These young stems of Haworthiopsis viscosa, known in Afrikaans as koedoekos (kudu food), were seen south of Oudtshoorn in April. The hard triangular leaves, grown in three dense ranks upon the stems accentuating angularity, may multiply to stem lengths of about 50 cm. In spite of being hard, the stems are browsed, the browsers including kudu if the vernacular name means anything.
Usually brown when there is no rain, these green stems are still upright, several stalks of past flowering retained on their tips. The long stems, often procumbent, have been likened to animal vertebra; more so in shape than colour. For bones under the bushes are white.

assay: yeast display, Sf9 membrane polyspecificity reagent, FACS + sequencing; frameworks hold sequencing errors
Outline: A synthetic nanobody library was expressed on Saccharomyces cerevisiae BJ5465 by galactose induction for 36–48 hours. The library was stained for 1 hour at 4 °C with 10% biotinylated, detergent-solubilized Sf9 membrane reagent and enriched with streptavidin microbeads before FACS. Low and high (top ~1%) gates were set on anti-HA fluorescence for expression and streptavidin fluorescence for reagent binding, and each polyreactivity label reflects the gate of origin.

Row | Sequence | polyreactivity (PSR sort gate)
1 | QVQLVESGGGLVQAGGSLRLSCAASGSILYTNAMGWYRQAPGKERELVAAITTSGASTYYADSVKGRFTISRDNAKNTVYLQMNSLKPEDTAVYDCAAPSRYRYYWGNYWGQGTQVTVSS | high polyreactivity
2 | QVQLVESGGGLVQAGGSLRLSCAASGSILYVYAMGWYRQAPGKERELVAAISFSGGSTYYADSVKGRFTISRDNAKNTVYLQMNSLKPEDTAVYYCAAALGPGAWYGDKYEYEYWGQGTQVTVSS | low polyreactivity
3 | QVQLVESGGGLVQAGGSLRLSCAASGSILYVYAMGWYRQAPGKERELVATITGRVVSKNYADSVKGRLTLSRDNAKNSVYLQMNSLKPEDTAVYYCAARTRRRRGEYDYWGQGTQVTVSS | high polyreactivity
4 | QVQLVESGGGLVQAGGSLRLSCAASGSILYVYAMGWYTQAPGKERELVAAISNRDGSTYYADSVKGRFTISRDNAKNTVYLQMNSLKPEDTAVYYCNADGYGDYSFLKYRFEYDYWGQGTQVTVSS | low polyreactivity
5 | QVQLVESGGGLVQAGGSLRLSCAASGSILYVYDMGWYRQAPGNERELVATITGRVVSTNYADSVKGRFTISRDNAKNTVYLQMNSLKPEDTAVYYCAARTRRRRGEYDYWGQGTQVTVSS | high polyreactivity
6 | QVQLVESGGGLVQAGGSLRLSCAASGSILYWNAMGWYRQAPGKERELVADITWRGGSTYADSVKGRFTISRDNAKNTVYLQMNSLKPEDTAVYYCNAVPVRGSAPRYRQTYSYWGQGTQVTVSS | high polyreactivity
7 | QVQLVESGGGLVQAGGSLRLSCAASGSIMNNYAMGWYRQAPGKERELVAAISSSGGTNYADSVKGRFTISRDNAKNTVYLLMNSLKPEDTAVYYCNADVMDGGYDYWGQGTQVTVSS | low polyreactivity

In the bottom right of the photo, the lower part of a really old stem shows the transformation of dry leaves. Apart from being nearly white like old bones they are thin from desiccation, conveying the fact that the brown leaves still have sap (Vlok and Schutte-Vlok, 2010).